One of the most common traditions that features oni is mamemaki at Setsubun. Setsubun 節分 is the festival of the changing seasons in Spring and mamemaki began in the Muromachi period (1337 to 1573). Originally it was the job of the toshiotoko 年男, a male member of the family born in the corresponding zodiac year, to throw roasted soybeans, called 福豆 fukumame (lucky beans) outside the house. These days the tradition continues with kids throwing soybeans (or sometimes chocolates) and shouting “鬼は外! 福は内!” Oni wa soto! Fuku wa uchi! “Demons get out! Luck come in!” The tradition often involves an adult dressing up in an oni mask and lots of screaming kindergarteners. The masks are usually pretty cute and the Setsubun oni are far from the Jigoku oni in terms of terror.
Hell on Earth
Hells have been a fertile ground for Japanese art for a long time and they are certainly not restricted only to religious works. The Hell Scrolls themselves are beautiful if disturbing pieces of art. Author Ryūnosuke Akutagawa wrote a story called Hell Screen 地獄変 about a painter who tortures his apprentices so that he can complete a masterful depiction of hell based on their suffering.
The 1960 movie Jigoku (English Title: The Sinners in Hell) was unique among horror films of its time due to its graphic and gory depictions of hell. Tales of murder, adultery, revenge and deceit are all twisted together and pretty much the whole cast gets their comeuppance. The film was the last one made by Shintoho Studio and critics of the time joked that the movie killed the studio and took it to hell.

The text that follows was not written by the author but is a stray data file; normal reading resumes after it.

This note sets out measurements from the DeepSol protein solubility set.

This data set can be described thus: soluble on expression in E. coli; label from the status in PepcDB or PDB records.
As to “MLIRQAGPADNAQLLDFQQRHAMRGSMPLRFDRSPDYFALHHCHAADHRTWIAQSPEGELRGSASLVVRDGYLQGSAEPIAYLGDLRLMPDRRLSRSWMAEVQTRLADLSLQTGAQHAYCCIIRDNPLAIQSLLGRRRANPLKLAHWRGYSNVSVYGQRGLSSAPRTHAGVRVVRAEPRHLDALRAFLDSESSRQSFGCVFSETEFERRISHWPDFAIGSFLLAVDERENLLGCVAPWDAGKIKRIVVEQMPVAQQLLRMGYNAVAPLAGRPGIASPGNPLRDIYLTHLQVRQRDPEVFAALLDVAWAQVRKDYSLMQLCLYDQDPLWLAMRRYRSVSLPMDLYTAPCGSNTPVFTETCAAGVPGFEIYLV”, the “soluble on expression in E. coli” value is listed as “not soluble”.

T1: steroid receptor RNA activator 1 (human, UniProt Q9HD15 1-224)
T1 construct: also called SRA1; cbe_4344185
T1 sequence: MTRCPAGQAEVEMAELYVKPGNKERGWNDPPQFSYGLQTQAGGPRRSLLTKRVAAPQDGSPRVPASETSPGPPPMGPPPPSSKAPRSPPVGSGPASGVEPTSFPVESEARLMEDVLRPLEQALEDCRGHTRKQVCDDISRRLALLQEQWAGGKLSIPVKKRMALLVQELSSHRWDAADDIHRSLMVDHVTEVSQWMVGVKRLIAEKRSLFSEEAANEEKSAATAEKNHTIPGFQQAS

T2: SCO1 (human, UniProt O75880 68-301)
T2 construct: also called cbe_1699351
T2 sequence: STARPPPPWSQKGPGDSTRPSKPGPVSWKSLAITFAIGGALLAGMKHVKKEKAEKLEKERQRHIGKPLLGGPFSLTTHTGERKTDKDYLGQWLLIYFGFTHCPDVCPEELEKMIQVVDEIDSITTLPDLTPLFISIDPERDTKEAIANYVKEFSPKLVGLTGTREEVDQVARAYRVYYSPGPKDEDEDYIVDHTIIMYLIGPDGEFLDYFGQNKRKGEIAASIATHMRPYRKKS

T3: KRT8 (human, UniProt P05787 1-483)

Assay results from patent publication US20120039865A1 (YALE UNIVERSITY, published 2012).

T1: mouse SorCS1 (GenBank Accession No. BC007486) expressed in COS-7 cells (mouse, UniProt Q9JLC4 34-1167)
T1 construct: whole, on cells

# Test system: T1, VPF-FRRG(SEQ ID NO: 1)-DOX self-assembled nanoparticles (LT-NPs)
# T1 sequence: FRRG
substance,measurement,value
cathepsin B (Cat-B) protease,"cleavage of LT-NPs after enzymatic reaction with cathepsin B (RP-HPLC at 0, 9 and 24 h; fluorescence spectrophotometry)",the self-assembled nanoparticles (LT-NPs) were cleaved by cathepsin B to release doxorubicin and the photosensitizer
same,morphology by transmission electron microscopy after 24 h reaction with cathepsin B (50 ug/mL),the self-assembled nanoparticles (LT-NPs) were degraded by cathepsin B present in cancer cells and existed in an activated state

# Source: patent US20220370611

Buddhist hell continues to influence Japanese art, albeit often in a lighter mood these days. Hōzuki no Reitetsu 鬼灯の冷徹 is a manga and anime about a demon working for Enma the King of Hell. It’s a comedy that plays on many specific Japanese tropes, such as the story of Momotaro. Central to the plot is the different levels of hell and the bureaucracy required to keep them all running smoothly. The focus is firmly on the demons, not the sinners. After reading this article you might not think hell is much of a laughing matter, but if you can get through the thick Japanese cultural references, Hōzuki no Reitetsu is pretty funny.
You can find references to Shinto hell in pop-culture too. The gateway between Yomi and our world, yomotsu hirasaka, gives its name to a location in the video game Persona 4 and a ninja technique in Naruto. The manga Kamisama Hajimemashita uses Yomi-No-Kuni as a setting in a way that is closer to its traditional depiction as an underworld.
Go to Hell(s)
If you want to visit hells in Japan, you’re in luck! You have a quite a few choices. It might seem strange to think of hell as a tourist destinations, but they are very popular. Most are centred around volcanic activity, and when you see boiling mud, geysers and the extraordinary colours of the rocks, it’s easy to see why people think these places are hellish.